Senate Considers a Ban on Importation and Use of Generators in Nigeria: Terrible Idea or Bad Timing?


Unpopular bills seem to be finding their way into the hallowed chambers of the Senate recently. First is the social media bill which aims to regulate communication on social media. After generating a lot of outcry against it, the Senate finally held a public hearing for it.

Now, another bill, recently introduced, has passed first reading at the Senate. This bill proposes a ban on the importation and use of generators and generating sets in the country.

A lot of people have reacted to the bill on social media platforms, sharing concerns at the poor timing of the bill while predicting a devastating effect on the economy.

A strong recurrent counter to the provision of the bill is that it seeks to ban generators when the Country’s power sector is struggling to meet up with the country’s demand. Of course, people are concerned.

According to the CEO of Arnergy in 2014, Femi Adeyemo, Nigerians generated 14,000 MW and added 3000MW to what was generated annually. The reliance on generators and generating sets increases as more institutions keep getting set up in the business, health and other sectors of the economy.

What does the bill say?

The bill is titled, ‘A Bill for an Act to Prohibit/Ban the Importation of Generating Sets to Curb the Menace of Environmental (air) Pollution and to Facilitate the Development of the Power Sector’. The bill passed its first reading on Wednesday.

The bill essentially criminalises the importation of generating sets. However, essential services and government agencies will be permitted to import and use generating sets.

In addition to the ban on importation, individuals are also directed not to use generating sets in all parts of the country.

Senate Considers Ban on Importation of Generators: Terrible Idea or Bad Timing?

As previously established, this has generated a fair amount of outcry from people who see the ban as a show of misplaced priority and lack of concern for the welfare of Nigerians.

While the concerns are founded, there’s a need to look at how this bill comes to play in the bigger picture is also necessary for a balanced opinion to be formed.

Generators, clean energy and climate change

Responding to the alarming rate of global warming and climate change, Jeff Bezos recently launched a $10 million fund to bolster the efforts of organizations working towards a more environmentally friendly world.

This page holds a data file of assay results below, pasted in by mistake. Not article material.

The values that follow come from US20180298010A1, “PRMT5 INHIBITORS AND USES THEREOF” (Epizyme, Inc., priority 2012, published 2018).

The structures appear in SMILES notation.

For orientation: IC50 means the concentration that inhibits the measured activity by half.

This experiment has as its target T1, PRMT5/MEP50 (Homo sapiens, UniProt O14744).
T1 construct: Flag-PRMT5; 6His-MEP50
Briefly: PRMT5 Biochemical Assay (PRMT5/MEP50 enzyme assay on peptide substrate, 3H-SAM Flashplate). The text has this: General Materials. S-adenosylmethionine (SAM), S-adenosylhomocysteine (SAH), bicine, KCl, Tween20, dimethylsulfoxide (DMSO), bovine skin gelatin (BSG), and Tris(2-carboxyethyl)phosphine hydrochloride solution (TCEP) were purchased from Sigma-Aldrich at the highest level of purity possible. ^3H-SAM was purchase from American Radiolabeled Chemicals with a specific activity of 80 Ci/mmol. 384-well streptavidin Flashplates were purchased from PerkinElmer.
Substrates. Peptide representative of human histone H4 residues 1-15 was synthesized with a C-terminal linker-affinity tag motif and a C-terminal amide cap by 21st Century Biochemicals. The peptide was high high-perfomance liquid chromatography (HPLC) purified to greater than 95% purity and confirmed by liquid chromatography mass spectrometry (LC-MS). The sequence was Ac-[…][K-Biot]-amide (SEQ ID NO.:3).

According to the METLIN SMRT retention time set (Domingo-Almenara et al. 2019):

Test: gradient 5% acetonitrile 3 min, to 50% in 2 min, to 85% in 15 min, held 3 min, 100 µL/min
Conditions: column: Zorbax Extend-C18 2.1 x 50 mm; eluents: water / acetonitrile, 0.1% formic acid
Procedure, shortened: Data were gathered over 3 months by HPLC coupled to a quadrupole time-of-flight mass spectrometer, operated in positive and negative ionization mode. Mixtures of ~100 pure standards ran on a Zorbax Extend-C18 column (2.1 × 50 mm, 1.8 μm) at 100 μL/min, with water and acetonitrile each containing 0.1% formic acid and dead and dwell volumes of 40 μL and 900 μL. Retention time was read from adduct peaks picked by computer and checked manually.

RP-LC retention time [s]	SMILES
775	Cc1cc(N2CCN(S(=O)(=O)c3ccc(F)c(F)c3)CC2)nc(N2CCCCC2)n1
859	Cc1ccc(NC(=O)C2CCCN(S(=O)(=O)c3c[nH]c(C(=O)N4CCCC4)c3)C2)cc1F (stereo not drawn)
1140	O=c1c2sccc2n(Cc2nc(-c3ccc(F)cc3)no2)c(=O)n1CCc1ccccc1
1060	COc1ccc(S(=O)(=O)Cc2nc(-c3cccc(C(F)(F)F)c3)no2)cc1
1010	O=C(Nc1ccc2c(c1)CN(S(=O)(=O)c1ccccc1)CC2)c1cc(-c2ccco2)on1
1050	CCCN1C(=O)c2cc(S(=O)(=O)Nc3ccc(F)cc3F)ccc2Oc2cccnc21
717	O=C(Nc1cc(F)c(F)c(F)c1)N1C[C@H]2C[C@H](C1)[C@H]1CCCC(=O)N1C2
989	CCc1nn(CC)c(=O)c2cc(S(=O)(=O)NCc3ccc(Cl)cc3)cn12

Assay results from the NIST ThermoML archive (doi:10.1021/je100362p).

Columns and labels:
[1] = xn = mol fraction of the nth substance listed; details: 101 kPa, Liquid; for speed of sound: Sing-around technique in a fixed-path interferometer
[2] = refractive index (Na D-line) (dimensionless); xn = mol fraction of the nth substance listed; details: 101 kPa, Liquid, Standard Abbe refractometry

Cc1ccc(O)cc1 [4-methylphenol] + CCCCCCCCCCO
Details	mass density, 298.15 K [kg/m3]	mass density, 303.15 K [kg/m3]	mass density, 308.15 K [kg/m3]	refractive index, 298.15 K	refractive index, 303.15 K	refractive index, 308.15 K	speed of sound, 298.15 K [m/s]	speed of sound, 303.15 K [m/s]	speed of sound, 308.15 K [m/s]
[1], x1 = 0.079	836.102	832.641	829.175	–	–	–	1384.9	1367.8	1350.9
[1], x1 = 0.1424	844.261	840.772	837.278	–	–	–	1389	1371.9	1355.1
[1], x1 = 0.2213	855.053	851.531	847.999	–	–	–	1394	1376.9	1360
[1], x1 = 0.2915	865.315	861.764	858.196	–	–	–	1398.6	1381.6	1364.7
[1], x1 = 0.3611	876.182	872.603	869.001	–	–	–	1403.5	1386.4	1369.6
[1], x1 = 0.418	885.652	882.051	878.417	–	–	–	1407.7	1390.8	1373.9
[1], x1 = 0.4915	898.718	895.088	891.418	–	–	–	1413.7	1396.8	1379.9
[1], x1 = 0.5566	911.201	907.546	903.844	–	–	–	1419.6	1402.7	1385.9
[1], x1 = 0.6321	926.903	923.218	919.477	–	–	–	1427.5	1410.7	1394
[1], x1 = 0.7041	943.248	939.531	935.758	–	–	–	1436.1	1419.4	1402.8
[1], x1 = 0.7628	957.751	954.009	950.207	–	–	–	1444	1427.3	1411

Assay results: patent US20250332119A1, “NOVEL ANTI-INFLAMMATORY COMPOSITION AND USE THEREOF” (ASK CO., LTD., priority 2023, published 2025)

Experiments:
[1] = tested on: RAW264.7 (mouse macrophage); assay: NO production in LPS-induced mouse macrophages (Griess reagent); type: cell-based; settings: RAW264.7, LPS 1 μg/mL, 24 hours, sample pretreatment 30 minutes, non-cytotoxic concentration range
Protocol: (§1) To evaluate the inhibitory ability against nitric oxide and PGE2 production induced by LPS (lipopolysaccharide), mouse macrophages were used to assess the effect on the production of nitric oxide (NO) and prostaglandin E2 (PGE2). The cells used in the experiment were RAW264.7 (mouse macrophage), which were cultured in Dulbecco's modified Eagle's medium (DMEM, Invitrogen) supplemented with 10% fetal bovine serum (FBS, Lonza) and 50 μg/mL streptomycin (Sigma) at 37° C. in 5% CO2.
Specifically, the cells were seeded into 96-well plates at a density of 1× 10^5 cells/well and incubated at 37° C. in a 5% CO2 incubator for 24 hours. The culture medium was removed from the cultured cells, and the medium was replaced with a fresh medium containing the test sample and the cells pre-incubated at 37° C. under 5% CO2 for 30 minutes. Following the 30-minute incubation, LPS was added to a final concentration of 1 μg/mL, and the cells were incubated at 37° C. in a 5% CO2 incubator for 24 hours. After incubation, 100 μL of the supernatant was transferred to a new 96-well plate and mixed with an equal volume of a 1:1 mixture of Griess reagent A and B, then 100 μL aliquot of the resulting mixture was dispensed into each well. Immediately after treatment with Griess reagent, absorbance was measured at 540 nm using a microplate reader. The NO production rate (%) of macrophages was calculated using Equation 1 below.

As part of its own efforts, Nigeria’s Minister for Works and Labor announced that by 2030, renewable energy will form 30% of the total annual energy consumption in the country. He also envisaged that 45% of carbon emissions will be eliminated.

So, from a global warming perspective, placing a ban on the importation of generating sets makes sense. This is because carbon emission generated by generators from houses and businesses in the country accounts for 63% of the total.

Perhaps, the issue most people have with the ban is that there is no provision of adequate alternatives to replace generators in the daily activities of Nigerians.

The obvious alternatives to generators are renewable energy sources, especially solar energy. Solar-powered inverters and electricity-powered inverters are fast becoming common in the country. However, a recent study shows that these are about 10 to 15 times more expensive than their gasoline counterparts.

With these in mind, perhaps making sure that alternatives such as solar inverters are available to people at affordable prices should be the priority. This is especially crucial considering the income level of most Nigerians who use the more popular ‘I-pass-my-Neighbor’ generators whose importation has since been prohibited.

What are some of the economic implications?

If the bill holds, one of the effects is that artisans who repair generators for a living will have to look elsewhere as the number of generators operating will drop significantly.

This also means less need to purchase fuel for the generating systems at filling stations. However, a wider impact will be felt by small businesses that rely on generating sets to carry out their operations in the country.

According to the Director-General of the Lagos Chamber of Commerce and Industry (LCCI), Dr. Muda Yusuf , the bill is not a realistic one and does not show that its promoter is in touch with the reality of the power situation in the country.

Before suggesting the bill to Nigerians, these are some of the sides that have to be observed before people can be persuaded one way or the other. It is important to also note that in some advanced countries, generators are not banned but kept as back ups or for outdoor functions.

Therefore, policies that would improve the power sector of the country should be a more pressing matter at the moment. More so because if the grid functions as it should, there will probably be no need for bills before people stop using generators and importers stop importing them.

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